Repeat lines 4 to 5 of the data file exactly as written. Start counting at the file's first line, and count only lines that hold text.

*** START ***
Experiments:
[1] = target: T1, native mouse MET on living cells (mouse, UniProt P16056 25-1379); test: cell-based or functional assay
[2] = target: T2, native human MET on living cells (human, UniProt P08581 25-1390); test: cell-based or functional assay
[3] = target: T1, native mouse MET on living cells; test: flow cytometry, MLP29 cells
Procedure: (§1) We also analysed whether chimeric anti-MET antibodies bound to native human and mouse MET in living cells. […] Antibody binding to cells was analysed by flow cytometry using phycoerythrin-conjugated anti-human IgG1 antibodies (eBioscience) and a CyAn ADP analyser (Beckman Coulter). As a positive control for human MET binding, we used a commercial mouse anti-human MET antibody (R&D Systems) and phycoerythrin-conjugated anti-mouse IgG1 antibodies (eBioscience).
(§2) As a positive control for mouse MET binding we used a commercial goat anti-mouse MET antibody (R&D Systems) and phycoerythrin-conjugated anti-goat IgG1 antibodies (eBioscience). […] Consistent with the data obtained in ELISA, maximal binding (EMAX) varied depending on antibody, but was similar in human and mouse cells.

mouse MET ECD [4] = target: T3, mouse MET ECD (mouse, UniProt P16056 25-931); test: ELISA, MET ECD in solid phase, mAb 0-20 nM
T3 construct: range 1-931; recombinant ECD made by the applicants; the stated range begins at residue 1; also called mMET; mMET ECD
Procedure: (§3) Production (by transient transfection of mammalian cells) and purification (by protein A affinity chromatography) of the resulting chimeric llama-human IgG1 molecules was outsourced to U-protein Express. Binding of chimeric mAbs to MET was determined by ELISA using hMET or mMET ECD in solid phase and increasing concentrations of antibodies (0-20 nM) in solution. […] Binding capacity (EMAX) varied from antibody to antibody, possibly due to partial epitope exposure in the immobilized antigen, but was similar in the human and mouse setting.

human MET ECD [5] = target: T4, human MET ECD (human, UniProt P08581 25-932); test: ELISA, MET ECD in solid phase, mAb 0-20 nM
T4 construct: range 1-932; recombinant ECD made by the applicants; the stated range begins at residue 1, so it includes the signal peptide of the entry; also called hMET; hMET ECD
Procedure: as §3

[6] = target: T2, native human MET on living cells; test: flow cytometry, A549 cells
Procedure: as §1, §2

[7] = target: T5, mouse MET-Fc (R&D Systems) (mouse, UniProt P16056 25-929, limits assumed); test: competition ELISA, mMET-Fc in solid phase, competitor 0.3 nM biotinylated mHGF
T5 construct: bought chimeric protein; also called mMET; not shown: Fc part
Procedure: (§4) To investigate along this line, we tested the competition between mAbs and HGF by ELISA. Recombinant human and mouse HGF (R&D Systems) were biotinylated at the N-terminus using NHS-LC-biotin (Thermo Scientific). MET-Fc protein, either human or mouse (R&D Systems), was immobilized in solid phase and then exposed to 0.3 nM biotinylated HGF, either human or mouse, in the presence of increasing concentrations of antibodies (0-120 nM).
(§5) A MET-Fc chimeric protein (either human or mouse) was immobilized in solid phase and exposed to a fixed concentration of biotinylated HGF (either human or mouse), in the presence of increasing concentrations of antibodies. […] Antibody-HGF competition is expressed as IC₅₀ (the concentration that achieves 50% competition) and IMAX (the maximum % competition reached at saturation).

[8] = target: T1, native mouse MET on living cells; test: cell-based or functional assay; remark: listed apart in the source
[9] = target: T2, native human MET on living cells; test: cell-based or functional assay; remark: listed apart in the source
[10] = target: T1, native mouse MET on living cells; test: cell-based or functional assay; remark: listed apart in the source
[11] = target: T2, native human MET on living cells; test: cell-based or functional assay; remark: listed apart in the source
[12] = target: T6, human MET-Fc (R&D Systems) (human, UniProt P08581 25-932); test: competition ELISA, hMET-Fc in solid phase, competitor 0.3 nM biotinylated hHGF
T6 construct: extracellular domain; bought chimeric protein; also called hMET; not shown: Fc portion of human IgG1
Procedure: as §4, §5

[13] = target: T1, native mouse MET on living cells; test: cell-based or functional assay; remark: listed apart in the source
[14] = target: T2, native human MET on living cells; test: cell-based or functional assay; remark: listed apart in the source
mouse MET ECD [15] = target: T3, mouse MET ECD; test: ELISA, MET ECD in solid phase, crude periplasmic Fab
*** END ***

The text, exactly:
[3] = target: T1, native mouse MET on living cells; test: flow cytometry, MLP29 cells
Procedure: (§1) We also analysed whether chimeric anti-MET antibodies bound to native human and mouse MET in living cells. […] Antibody binding to cells was analysed by flow cytometry using phycoerythrin-conjugated anti-human IgG1 antibodies (eBioscience) and a CyAn ADP analyser (Beckman Coulter). As a positive control for human MET binding, we used a commercial mouse anti-human MET antibody (R&D Systems) and phycoerythrin-conjugated anti-mouse IgG1 antibodies (eBioscience).